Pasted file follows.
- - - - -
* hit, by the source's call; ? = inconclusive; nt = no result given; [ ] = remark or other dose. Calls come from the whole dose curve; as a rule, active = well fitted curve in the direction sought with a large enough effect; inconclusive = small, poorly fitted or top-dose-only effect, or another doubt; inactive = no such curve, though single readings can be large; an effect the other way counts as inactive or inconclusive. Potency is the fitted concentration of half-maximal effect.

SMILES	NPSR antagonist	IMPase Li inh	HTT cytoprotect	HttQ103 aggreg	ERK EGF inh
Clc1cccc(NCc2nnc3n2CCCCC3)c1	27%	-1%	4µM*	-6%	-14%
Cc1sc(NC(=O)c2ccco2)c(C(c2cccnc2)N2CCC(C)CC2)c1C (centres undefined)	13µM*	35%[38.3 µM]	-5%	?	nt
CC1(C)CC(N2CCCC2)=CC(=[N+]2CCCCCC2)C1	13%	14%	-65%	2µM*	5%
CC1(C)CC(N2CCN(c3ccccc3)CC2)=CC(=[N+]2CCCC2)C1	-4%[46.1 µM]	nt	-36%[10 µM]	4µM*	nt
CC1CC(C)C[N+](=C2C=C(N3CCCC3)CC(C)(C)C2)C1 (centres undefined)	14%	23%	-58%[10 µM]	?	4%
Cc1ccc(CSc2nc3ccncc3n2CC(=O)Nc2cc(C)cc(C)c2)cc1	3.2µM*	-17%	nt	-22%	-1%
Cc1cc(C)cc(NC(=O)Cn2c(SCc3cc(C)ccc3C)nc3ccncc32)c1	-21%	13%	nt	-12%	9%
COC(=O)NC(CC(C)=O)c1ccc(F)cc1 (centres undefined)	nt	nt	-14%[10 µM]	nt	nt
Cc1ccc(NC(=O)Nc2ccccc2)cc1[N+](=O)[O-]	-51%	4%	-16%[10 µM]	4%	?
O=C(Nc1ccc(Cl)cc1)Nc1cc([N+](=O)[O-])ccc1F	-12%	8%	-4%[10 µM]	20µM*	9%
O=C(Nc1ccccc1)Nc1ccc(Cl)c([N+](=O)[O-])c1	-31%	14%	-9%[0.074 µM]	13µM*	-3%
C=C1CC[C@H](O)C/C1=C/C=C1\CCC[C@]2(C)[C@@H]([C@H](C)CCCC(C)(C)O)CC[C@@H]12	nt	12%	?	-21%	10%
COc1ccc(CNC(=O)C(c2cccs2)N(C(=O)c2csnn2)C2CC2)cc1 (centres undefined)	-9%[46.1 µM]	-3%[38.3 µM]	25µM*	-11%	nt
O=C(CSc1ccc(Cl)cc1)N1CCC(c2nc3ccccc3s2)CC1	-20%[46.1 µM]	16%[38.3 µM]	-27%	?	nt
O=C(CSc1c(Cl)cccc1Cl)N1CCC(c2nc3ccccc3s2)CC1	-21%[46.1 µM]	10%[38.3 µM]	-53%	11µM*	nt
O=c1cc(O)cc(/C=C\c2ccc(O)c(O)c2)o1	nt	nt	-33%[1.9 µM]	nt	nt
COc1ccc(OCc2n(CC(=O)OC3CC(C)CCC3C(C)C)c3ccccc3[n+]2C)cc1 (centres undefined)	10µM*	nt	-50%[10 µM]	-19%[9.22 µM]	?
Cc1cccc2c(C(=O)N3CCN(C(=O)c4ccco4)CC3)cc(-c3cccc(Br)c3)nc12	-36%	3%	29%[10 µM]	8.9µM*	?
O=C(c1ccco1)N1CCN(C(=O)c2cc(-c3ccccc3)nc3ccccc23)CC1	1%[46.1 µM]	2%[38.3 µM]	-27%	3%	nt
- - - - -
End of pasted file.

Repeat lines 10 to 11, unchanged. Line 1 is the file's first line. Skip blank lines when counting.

COC(=O)NC(CC(C)=O)c1ccc(F)cc1 (centres undefined)	nt	nt	-14%[10 µM]	nt	nt
Cc1ccc(NC(=O)Nc2ccccc2)cc1[N+](=O)[O-]	-51%	4%	-16%[10 µM]	4%	?